Ethier was just one of many players on hand to sign autographs and participate in on-stage interviews. Matt Kemp, Mark Ellis, Luis Cruz, A.J. Ellis, Javy Guerra, Nick Punto and manager Don Mattingly were also at the FanFest, which was presented by State Farm.
While Kemp knew his signature would be in high demand, he wasn't worried about getting writer's cramp.
"Luckily, I don't have too long of a name," Kemp joked. "Seriously though, we have some of the best fans in the world. Nothing surprises me when it comes to them. They are a pumped up fan base."
Los Angeles resident Valerie Walton and her son Jacob were the very first people in line as players began signing autographs at 11 a.m. Both were excited to be at their first FanFest, which took place behind the outfield pavilion and lasted more than six hours.
"We are huge fans, and just thrilled to see the players and get autographs," Valerie Walton said. "The line to get in here was super intense. We were just happy to be in the front of it."
Hall of Fame broadcaster Vin Scully, former Dodgers manager Tommy Lasorda, general manager Ned Colletti and former Dodgers left-hander Fernando Valenzuela also took part in on-stage interviews.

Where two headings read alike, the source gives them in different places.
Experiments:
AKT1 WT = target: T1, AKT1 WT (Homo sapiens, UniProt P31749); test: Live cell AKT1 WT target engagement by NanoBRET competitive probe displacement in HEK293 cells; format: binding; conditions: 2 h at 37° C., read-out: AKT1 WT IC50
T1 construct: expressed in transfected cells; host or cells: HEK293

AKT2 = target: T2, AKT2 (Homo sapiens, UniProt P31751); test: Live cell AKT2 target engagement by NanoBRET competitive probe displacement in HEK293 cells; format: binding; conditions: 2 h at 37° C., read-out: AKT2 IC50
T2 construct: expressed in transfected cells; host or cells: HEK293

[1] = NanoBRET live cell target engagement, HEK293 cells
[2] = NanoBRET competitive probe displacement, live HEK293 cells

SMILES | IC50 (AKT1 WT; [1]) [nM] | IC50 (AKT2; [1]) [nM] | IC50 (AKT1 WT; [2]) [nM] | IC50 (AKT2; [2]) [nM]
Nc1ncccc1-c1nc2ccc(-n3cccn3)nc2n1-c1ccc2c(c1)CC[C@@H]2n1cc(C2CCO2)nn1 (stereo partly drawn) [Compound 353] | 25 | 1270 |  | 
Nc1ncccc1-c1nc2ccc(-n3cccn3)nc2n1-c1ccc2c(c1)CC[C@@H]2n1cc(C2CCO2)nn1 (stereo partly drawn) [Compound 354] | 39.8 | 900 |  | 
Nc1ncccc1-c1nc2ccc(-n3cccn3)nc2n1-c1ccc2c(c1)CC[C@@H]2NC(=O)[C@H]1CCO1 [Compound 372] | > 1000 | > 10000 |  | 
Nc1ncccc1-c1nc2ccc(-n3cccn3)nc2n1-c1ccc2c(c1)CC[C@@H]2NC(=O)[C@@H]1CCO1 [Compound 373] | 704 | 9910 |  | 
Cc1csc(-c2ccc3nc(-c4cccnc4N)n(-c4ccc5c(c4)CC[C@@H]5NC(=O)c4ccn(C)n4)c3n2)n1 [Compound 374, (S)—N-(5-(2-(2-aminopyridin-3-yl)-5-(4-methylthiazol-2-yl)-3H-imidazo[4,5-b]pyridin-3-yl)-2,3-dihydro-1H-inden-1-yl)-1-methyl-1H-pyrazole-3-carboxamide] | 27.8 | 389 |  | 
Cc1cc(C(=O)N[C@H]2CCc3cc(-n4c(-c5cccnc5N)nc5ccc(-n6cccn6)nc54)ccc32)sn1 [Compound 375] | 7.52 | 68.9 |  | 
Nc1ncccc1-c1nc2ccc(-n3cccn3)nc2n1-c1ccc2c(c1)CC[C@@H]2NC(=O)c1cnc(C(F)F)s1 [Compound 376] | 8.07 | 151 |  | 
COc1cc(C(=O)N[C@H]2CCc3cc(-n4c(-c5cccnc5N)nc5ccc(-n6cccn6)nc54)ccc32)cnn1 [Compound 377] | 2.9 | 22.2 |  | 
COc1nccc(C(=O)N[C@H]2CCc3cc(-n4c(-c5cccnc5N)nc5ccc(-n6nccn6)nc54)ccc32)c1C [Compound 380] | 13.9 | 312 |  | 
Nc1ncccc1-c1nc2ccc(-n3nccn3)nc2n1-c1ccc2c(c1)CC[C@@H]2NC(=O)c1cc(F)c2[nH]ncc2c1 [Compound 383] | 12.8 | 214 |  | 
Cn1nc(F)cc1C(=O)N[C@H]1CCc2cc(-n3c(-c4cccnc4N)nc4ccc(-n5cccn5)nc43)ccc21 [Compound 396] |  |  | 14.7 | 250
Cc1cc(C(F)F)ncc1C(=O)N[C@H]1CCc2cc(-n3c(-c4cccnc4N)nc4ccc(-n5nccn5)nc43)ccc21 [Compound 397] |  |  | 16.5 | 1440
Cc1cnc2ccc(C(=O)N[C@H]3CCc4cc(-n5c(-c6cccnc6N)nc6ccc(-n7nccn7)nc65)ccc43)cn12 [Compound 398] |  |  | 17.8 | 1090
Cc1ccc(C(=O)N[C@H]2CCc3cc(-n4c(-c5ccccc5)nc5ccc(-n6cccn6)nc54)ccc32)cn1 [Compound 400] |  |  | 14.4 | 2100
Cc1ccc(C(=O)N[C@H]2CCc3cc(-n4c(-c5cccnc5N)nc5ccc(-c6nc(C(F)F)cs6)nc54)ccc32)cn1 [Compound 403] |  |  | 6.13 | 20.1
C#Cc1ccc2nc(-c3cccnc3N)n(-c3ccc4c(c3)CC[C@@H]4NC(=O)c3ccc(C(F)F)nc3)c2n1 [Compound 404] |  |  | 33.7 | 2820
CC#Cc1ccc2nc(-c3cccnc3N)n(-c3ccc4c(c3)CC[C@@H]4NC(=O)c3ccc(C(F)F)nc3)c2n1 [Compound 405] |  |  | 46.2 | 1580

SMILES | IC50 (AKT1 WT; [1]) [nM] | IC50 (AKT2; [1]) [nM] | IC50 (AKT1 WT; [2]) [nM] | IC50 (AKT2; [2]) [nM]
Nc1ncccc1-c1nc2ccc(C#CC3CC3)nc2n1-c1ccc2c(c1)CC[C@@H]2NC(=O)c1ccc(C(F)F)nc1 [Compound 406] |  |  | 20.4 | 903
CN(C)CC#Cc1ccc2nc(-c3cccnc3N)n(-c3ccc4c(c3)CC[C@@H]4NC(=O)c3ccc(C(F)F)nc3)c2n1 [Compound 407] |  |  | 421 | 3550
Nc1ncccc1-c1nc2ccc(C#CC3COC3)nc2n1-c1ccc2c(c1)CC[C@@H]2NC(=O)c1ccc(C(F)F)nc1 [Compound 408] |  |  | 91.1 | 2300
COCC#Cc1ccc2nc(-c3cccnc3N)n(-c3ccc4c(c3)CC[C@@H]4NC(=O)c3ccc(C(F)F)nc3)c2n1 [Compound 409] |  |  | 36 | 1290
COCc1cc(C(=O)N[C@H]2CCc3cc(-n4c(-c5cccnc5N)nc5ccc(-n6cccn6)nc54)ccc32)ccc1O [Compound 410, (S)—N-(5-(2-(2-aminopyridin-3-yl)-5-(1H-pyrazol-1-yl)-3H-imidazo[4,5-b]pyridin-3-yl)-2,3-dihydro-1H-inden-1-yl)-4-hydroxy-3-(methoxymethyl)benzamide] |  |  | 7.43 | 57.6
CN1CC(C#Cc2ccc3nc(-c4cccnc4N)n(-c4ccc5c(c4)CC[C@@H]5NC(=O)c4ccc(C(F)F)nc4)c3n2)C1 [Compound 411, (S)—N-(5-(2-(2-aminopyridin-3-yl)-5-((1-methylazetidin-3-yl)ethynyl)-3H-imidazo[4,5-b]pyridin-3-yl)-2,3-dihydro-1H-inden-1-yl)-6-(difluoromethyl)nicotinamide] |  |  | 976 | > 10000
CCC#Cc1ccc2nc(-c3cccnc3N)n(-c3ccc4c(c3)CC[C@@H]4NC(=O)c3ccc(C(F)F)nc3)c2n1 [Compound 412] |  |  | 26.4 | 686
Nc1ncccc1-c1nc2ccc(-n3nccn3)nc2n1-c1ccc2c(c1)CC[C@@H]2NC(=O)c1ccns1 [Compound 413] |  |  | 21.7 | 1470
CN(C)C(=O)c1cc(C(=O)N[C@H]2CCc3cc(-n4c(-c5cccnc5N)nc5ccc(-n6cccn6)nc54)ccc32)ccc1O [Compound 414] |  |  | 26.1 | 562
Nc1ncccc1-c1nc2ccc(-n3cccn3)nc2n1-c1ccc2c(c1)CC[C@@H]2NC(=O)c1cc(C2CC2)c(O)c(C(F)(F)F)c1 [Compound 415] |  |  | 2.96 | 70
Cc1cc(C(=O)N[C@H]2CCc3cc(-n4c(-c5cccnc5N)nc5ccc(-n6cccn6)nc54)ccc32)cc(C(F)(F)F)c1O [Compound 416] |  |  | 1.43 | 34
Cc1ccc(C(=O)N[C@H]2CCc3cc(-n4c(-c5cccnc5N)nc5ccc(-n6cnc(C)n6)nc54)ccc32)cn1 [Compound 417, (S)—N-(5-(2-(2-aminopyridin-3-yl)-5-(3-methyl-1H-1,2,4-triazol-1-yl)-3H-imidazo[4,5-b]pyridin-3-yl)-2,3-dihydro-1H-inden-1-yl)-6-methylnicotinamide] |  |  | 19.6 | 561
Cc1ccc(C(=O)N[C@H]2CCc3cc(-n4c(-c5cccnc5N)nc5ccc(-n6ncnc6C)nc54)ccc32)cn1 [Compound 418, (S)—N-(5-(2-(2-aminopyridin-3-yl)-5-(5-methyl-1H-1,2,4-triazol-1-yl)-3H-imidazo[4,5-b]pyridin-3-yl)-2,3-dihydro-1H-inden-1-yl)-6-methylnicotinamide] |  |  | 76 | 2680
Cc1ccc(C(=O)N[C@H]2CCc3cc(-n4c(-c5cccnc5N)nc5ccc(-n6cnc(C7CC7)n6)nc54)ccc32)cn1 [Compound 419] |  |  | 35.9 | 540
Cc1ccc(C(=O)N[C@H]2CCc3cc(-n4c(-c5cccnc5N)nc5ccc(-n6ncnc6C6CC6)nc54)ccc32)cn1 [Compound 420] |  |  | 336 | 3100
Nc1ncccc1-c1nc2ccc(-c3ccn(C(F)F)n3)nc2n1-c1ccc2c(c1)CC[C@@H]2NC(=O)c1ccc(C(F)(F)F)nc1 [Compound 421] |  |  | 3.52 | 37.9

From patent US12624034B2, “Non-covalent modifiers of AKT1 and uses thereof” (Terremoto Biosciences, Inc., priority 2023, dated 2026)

In addition, fans played interactive games and were able to dine on Dodger Dogs and food from 20 local food trucks. Fans already decked out in Dodger blue were also able to buy even more merchandise at a 20 percent discount and purchase single game tickets for the upcoming season.
"Overall, I think the environment is great. I'm amazed at the turnout," said Whittier resident Laura Allarid. "It is really more than I expected. I got my face painted, ate a Dodger Dog and even got to take some cool pictures in a photo booth."
While many current and former Dodgers were at the event, newly acquired right-hander Zack Greinke was also on hand, ready to be introduced to fans for the first time and sign autographs.
Knowing only a handful of Dodgers players, Saturday marked the first time he'd met many of them.
For others, it meant the first time many had seen each other this offseason.
"We all live in different areas. Some of us might live in Arizona, some on the East Coast. We don't get to see each other too much during the offseason, so when we do, it is exciting," Kemp said. "You get that baseball feeling and know the season is right around the corner. We are excited to report to Spring Training and get ready for the grind."